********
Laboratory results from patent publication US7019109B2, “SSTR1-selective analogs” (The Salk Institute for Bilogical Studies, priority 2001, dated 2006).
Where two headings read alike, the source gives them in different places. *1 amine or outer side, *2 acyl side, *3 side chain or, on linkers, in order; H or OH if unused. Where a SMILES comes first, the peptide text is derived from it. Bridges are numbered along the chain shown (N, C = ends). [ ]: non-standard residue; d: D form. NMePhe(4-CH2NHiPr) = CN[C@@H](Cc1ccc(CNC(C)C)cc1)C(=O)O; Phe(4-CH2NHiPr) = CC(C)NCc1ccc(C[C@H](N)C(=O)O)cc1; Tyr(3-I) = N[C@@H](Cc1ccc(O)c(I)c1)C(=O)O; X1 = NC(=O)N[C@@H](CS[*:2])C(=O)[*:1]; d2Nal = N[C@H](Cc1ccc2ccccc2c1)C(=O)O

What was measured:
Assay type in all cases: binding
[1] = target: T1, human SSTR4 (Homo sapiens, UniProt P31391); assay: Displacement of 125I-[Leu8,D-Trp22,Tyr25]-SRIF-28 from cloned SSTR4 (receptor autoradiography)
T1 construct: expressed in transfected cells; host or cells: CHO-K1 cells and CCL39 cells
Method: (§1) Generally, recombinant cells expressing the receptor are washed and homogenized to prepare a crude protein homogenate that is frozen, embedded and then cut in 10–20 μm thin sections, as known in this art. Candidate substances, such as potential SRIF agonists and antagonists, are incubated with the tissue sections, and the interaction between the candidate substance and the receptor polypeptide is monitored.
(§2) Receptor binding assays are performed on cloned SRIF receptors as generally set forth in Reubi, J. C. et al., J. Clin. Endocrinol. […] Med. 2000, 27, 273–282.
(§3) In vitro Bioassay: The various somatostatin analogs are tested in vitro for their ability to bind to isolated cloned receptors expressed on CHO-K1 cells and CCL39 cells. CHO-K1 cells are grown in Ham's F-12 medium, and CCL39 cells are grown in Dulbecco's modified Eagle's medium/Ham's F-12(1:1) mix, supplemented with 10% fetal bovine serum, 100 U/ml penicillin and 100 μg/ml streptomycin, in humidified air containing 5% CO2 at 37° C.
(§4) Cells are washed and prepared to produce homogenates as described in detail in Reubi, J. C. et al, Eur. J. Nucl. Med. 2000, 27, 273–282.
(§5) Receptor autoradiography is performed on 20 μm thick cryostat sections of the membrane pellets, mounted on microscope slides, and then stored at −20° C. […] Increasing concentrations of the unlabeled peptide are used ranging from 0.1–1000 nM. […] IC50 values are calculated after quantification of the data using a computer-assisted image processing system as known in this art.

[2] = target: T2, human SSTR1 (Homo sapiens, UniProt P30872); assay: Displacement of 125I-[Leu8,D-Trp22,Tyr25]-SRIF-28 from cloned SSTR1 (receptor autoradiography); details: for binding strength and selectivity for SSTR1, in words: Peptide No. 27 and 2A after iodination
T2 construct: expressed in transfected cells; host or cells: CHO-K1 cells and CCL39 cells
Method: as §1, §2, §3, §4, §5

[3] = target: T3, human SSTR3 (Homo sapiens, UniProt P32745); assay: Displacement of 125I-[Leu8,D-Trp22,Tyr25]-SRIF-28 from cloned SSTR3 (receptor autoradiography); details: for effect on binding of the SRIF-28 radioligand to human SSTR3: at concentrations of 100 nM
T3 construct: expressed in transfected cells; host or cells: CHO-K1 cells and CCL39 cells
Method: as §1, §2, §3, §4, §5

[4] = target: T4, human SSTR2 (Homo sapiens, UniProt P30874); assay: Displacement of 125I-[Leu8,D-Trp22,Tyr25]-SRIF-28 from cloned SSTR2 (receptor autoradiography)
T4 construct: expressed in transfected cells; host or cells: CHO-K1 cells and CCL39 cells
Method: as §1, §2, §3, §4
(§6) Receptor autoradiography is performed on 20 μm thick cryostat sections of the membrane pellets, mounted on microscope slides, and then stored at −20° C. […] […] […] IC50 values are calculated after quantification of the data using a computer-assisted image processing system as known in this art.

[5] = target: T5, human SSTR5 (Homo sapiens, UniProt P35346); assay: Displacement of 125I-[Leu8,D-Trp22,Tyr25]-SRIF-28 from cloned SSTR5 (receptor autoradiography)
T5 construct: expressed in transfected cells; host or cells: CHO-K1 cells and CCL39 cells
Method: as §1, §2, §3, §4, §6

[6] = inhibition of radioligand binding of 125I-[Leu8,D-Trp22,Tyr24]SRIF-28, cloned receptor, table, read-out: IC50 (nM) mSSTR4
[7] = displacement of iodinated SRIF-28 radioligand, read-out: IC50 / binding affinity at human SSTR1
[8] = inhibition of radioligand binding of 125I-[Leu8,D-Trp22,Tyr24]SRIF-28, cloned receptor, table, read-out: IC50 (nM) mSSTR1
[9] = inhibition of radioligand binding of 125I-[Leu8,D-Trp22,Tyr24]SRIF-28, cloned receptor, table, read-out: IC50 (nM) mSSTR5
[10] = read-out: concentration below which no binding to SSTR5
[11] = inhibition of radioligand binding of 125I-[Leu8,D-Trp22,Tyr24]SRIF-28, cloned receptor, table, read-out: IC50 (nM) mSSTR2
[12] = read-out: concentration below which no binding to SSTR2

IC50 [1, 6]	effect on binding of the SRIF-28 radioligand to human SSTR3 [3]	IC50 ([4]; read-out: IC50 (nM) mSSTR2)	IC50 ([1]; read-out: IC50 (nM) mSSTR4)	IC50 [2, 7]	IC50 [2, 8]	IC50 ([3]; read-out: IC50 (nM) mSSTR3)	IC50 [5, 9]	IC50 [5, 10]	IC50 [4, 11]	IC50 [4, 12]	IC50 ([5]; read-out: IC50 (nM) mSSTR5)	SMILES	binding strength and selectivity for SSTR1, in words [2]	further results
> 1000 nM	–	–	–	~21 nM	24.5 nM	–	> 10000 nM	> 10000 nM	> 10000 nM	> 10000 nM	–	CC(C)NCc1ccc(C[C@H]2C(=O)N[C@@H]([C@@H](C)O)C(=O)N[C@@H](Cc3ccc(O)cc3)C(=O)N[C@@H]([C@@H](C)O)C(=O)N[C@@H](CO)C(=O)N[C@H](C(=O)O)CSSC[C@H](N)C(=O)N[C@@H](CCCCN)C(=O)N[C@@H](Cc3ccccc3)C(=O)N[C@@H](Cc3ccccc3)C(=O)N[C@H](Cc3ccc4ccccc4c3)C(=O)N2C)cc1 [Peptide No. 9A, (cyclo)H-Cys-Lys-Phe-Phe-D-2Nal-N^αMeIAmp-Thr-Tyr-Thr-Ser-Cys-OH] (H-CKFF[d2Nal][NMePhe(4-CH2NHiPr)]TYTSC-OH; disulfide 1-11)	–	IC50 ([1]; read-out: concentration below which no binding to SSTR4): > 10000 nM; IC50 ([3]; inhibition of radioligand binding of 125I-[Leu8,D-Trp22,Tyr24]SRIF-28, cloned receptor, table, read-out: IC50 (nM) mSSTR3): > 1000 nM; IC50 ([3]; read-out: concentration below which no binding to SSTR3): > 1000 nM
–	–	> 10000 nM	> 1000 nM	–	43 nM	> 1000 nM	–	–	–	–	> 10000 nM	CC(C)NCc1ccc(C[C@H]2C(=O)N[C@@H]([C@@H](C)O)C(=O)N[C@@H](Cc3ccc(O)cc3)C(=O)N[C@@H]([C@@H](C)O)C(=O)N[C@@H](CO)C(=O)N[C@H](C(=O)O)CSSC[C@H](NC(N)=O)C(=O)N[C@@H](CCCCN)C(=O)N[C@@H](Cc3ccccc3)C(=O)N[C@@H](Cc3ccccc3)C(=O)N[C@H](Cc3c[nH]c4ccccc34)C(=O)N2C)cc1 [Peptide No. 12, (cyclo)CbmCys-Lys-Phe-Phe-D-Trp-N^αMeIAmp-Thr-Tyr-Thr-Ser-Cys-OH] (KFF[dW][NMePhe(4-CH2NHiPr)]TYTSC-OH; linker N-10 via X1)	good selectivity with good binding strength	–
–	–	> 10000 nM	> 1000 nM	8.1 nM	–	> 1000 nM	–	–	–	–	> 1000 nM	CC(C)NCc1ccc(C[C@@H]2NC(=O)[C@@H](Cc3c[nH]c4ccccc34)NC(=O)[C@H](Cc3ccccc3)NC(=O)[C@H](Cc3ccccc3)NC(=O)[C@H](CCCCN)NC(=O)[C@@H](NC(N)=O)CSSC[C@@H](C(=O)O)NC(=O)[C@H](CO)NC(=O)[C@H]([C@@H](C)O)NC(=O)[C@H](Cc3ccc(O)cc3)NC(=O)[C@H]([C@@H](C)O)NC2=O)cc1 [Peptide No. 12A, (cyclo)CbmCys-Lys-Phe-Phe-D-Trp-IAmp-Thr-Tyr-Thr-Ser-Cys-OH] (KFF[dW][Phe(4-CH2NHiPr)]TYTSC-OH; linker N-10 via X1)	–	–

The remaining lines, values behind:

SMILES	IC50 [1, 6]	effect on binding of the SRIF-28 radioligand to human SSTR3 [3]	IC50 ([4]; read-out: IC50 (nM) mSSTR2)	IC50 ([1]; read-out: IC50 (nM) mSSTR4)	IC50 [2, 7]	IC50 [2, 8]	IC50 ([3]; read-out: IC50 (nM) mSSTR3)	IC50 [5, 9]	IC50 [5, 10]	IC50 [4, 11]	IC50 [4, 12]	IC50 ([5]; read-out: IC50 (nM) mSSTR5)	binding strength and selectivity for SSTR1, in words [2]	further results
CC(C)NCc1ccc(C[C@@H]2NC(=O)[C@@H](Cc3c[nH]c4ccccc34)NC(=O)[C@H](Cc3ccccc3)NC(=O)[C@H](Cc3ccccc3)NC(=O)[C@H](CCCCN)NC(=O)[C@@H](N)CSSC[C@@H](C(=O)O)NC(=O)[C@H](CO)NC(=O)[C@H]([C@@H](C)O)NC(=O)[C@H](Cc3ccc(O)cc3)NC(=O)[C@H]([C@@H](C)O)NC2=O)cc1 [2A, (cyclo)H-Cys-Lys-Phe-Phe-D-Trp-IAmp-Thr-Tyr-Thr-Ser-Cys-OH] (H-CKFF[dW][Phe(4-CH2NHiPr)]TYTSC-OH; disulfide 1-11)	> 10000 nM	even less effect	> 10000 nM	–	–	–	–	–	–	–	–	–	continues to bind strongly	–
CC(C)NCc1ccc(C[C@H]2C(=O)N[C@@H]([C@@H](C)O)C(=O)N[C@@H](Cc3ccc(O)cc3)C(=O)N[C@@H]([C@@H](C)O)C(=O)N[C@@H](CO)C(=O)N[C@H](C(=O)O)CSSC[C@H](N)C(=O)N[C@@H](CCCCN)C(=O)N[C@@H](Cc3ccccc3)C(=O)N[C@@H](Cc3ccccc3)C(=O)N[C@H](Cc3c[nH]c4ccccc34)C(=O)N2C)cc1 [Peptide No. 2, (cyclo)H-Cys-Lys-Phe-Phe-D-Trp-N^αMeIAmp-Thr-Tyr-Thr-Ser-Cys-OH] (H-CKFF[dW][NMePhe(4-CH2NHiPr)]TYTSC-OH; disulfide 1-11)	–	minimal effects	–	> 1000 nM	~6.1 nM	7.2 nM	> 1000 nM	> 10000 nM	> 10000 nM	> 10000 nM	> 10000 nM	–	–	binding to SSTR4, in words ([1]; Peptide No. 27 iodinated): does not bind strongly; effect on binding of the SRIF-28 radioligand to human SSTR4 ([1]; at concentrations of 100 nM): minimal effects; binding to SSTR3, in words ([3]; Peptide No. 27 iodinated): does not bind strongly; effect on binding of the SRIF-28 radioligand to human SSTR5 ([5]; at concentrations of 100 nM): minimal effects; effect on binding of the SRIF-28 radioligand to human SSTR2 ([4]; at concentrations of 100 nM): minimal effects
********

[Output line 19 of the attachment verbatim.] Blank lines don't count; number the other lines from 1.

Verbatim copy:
T4 construct: expressed in transfected cells; host or cells: CHO-K1 cells and CCL39 cells